Jon Wertheim answers reader questions from Day 6 at the 2016 Australian Open.
MELBOURNE – Let's go right to a few questions from Day Six at the Aussie Open…..
Have a question or comment for Jon? Email him at firstname.lastname@example.org or tweet him @jon_wertheim.
Please tell me what to make of Nick Kyrgios. When I am ready to like him, he acts like a jackass. When I am ready to give up on him, he does something incredible and I think he might be a champion. Jon, help me here!
—M. Lewis, Brooklyn
• You, sir—or madam—have perfectly summed up the conundrum of Nick Kyrgios. You see the talent and excitement he generates and the appeal of it all. Then he behaves like a jackass and you fear he is a knucklehead, destined to become Gael Monfils with a shorter temper. And as soon as you start to look elsewhere for a future star, he hits a 125 mph second serve or comes up with a poised match that reminds you he is only 20 years old and still brimming with potential. Once he matures and drops the shtick and sharpens the focus, how can he not rule tennis? The sport begs for players to be colorful. Why look this gift-horse in the gold-plated mouth?
We got all this in miniature during Kyrgios’ third rounder against Tomas Berdych. He stood toe-to-toe with a fearsome Top 10 player. He played to the crowd. And manufactured an absurd controversy. (The notion of Nick Kyrgios complaining about loud music is like Amy Schumer complaining about profane content.) For half an hour, he played as dazzling a set of tennis as you can play. Then he wilted. Just another night.
My solution: we give him a sort of tennis Rumspringa. You’re 20. You’re young. You’re brash. You’re surrounded by enablers. You have an entourage but no coach. Great, spend the next 18 months going nuts. Don't hurt anyone and don't hurt yourself and we'll stick with you. By, say, age 22, you get it together and become an adult. If not, we condemn. Deal?
There was a question in your column about players coming off of a five-setter. Looking at only Grand Slam matches over the last 10 years (2006-15) players coming off of a five-setter who are playing against a player not coming off of a five-setter are 344-542 (.388).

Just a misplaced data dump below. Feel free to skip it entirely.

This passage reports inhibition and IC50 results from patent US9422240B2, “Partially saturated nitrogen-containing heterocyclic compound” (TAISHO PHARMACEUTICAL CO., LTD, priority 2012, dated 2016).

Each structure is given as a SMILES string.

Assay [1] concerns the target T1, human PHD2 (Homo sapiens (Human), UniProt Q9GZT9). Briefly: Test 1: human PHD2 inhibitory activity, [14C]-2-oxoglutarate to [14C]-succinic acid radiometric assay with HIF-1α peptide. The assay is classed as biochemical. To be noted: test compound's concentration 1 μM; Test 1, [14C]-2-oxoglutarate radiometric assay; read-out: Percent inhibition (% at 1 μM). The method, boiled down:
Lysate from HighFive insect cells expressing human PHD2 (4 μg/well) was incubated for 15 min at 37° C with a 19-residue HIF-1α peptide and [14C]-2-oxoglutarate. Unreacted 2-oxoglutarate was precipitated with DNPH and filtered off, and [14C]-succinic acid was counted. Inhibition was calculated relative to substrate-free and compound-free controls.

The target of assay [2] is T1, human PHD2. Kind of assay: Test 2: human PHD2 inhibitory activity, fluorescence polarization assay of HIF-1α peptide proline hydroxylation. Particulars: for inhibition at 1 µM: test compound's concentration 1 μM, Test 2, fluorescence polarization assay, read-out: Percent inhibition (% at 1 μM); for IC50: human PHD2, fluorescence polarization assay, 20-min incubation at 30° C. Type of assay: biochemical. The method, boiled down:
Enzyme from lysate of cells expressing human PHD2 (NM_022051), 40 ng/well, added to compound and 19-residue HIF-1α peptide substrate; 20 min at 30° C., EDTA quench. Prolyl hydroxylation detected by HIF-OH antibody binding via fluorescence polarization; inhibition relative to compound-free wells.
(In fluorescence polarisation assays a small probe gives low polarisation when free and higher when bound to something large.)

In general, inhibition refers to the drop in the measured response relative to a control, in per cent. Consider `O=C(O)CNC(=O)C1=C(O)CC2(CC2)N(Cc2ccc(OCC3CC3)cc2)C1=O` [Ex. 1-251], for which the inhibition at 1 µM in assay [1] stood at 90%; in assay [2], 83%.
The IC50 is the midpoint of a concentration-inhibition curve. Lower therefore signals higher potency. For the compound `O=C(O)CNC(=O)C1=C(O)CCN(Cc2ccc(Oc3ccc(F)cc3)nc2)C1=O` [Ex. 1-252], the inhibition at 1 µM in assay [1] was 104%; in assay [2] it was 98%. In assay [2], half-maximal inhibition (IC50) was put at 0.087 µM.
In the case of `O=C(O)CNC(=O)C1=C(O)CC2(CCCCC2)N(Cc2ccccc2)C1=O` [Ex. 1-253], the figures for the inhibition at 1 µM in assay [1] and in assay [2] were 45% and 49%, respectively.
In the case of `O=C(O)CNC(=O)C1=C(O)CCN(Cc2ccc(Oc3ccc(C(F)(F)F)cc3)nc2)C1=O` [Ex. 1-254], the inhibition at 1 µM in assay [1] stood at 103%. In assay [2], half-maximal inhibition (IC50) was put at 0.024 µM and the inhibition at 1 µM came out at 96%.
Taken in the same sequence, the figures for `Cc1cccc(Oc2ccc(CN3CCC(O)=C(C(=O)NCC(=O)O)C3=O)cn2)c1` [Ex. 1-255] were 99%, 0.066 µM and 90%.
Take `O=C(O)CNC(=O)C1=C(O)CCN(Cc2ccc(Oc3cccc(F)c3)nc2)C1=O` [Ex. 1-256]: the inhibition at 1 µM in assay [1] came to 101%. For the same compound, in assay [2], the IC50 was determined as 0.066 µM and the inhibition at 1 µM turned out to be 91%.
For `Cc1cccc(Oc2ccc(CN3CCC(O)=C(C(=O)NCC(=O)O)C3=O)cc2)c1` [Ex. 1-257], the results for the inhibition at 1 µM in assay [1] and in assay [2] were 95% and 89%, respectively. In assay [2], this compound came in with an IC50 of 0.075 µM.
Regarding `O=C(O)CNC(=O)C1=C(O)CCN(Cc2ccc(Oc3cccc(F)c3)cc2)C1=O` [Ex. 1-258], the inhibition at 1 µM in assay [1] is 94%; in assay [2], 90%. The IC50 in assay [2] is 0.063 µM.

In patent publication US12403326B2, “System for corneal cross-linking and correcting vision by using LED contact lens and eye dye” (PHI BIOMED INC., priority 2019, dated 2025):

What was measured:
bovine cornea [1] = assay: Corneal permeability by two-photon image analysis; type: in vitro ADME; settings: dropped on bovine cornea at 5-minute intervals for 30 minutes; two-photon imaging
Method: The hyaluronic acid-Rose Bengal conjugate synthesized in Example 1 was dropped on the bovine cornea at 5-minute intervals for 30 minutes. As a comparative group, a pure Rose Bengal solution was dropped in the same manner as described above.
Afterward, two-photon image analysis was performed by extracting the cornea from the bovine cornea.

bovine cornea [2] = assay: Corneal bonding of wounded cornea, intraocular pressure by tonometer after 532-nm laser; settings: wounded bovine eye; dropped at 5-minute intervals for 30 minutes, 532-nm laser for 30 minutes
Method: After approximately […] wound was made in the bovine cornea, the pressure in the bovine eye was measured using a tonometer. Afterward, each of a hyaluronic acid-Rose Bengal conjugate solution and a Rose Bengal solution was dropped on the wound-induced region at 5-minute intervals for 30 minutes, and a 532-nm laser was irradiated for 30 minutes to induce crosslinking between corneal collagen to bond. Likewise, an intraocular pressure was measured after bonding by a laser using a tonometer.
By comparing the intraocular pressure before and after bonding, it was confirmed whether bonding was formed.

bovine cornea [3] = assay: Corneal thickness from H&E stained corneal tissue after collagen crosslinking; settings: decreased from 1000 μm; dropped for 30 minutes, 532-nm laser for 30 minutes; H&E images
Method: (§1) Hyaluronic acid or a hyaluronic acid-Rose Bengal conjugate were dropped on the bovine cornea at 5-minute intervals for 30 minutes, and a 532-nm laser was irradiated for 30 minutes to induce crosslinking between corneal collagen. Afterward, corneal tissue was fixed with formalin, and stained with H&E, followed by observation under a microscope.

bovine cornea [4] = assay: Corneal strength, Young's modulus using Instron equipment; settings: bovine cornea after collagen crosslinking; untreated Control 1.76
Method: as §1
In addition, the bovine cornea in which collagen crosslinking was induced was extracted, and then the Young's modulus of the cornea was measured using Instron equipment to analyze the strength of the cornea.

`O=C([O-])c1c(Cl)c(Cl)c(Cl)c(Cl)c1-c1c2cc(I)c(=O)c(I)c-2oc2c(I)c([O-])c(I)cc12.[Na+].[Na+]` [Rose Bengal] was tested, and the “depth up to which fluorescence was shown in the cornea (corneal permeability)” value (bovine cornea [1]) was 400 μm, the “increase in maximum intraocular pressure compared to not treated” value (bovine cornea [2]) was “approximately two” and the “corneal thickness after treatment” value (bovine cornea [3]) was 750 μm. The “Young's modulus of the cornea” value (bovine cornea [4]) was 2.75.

You speculate about players coming off of a big win over a top player. I'd be happy to look into it but I'm wondering if it should be restricted to only players who pull the big upset and are outside of say the top 30? Also, shouldn't we take into account the ranking of the player they face next? Like maybe not include them if they faced a Top 10 player in the next round?
• First let's pause to thank Blake for his help on this and other projects. Like many of you, I love probability and just wish I had more academic grounding here. This is great—I would love to see this controlled for quality of opponent. But it is interesting—if not entirely surprising—that players who win a five-setter are more likely than not to drop the next match.
Do you really think it was warranted to cut Novak Djokovic's tribute to Lleyton Hewitt off from the video played on RLA. I thought it was in bad taste—those additional 20 seconds will make no difference what so ever IMO.
• Deepak is referring to this. “Due to a production error unfortunately the wrong video was shown on the night. Novak’s message was recorded on a different day to the other players so there were a couple of versions made. The full version, which included Novak, went up online last night and we’ve apologised to Novak’s team,” a representative told news.com.au.
Sure, it’s unfortunate that a five-time Aussie Open champ would be omitted from a ceremony honoring an Aussie player. But these things happen. At least they didn’t misspell his name. Oh, wait:
What has happened to my favorite player, Zheng Jie of China? The last time I think she competed in singles was last year's Australian Open. But she competed in the doubles at all the Grand Slams in 2015 except the U.S. Open and made the finals at the Australian Open. This year no sign of her and no news that she has retired.
—Russ Ewald, Los Angeles
• From the WTA: “I got the update from our Beijing office and Player relations team and Zheng Jie has not retired yet but is taking some time off to focus on her tennis business and work with the next generation of Chinese players.”
Per WTA website: Lauren Davis, 5'2", 121 lbs. Maria Sharapova, 6'2", 130 lbs.
—Helen of Philadelphia
• Weights and measures are such a loaded issue in sports—if we’re being candid: especially in women’s sports—that I think we simply have to take them, pardon the pun, lightly. And move on. In a sport with weight classes it would be different. But what is the WTA supposed to do? Ask each player to step on the scale so accurate reporting can be assured?
I am sure many tennis fans, this one included, took issue with you calling Lauren Davis "slouch of a competitor.” Other than that, keep up the good work: I love reading your articles.
—Regards, Les Banas
• Yes, obviously a typo. We meant that Lauren Davis is NO slouch of a competitor. Her willingness to battle is among her core strengths. Actually let’s go back to her third round match. She plays Maria Sharapova and, at 5-4 in the tiebreaker, plays a wonderful 27-shot point, but then dumps a gimme volley into net. Even Roger Federer commiserated:
Setting aside how cool it is that Federer—about to go on the court—can be this animated about a Lauren Davis volley, consider this: the tiebreak now knotted 5-5, Davis regrouped and still won the next two points. That’s mental strength for ya.